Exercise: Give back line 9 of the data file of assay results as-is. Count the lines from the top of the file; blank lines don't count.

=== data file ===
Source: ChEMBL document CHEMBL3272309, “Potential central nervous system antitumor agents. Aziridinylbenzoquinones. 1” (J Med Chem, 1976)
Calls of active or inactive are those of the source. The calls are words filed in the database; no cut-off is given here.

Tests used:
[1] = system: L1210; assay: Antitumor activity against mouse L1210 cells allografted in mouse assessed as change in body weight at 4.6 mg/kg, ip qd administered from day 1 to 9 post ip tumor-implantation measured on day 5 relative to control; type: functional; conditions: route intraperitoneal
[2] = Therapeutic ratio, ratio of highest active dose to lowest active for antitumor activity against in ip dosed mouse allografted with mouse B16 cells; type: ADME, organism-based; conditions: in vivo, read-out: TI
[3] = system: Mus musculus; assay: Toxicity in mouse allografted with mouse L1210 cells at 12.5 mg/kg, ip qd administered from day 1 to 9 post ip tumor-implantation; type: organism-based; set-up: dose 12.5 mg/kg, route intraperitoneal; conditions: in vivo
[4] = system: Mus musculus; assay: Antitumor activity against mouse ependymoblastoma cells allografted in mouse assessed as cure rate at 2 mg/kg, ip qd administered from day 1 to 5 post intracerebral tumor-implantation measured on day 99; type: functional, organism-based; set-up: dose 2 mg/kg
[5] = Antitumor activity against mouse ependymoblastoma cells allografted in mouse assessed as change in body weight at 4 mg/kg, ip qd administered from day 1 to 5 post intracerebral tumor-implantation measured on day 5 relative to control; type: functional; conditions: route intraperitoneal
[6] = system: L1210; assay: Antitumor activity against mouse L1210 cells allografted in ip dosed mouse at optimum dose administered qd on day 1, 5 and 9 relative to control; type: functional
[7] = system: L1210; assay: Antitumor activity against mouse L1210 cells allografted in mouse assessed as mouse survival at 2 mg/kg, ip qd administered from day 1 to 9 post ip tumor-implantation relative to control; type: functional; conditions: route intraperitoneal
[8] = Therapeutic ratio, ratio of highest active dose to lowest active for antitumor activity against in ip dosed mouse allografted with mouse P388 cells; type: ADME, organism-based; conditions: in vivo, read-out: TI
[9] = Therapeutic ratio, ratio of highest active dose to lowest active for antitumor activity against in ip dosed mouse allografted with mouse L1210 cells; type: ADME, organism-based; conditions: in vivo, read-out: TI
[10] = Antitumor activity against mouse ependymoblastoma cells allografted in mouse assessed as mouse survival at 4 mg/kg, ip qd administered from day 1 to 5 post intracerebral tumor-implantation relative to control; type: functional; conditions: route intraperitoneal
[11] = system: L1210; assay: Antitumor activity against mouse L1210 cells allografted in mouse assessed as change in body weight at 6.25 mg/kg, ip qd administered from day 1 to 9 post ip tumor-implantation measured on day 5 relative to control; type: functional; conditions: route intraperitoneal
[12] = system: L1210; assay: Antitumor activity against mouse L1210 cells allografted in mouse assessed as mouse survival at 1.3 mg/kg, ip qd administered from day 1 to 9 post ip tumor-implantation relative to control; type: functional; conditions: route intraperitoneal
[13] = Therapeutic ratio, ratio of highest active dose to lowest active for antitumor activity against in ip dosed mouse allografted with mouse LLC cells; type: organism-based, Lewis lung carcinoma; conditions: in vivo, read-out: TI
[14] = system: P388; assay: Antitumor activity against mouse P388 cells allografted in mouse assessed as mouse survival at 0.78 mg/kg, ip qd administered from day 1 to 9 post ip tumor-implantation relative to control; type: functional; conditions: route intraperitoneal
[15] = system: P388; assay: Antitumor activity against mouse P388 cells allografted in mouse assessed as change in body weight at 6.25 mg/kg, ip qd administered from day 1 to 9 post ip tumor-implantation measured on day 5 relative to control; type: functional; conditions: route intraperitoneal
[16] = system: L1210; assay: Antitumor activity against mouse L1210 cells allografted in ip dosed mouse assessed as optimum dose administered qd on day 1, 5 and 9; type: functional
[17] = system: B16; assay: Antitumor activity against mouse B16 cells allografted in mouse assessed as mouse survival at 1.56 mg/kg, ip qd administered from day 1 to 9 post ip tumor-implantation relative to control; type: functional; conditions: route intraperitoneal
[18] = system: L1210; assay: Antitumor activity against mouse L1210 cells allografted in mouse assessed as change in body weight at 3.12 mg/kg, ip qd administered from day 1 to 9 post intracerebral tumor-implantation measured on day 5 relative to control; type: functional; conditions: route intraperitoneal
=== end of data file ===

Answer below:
[6] = system: L1210; assay: Antitumor activity against mouse L1210 cells allografted in ip dosed mouse at optimum dose administered qd on day 1, 5 and 9 relative to control; type: functional